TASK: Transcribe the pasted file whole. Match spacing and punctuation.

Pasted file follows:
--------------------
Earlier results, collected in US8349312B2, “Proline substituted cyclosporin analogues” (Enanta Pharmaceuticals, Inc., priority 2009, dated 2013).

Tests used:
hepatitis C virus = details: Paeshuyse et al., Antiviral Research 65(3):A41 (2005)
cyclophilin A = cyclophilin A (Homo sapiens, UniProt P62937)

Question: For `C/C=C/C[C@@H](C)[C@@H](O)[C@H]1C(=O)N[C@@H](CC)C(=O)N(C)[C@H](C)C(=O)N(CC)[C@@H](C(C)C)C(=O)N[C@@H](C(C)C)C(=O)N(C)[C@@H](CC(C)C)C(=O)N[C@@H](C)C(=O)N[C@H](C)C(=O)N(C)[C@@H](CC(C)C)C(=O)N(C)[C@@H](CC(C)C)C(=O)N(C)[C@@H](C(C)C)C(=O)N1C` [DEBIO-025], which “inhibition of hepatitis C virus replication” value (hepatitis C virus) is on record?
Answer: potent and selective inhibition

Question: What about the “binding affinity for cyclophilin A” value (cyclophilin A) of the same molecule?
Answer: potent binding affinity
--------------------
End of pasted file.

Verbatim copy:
Earlier results, collected in US8349312B2, “Proline substituted cyclosporin analogues” (Enanta Pharmaceuticals, Inc., priority 2009, dated 2013).

Tests used:
hepatitis C virus = details: Paeshuyse et al., Antiviral Research 65(3):A41 (2005)
cyclophilin A = cyclophilin A (Homo sapiens, UniProt P62937)

Question: For `C/C=C/C[C@@H](C)[C@@H](O)[C@H]1C(=O)N[C@@H](CC)C(=O)N(C)[C@H](C)C(=O)N(CC)[C@@H](C(C)C)C(=O)N[C@@H](C(C)C)C(=O)N(C)[C@@H](CC(C)C)C(=O)N[C@@H](C)C(=O)N[C@H](C)C(=O)N(C)[C@@H](CC(C)C)C(=O)N(C)[C@@H](CC(C)C)C(=O)N(C)[C@@H](C(C)C)C(=O)N1C` [DEBIO-025], which “inhibition of hepatitis C virus replication” value (hepatitis C virus) is on record?
Answer: potent and selective inhibition

Question: What about the “binding affinity for cyclophilin A” value (cyclophilin A) of the same molecule?
Answer: potent binding affinity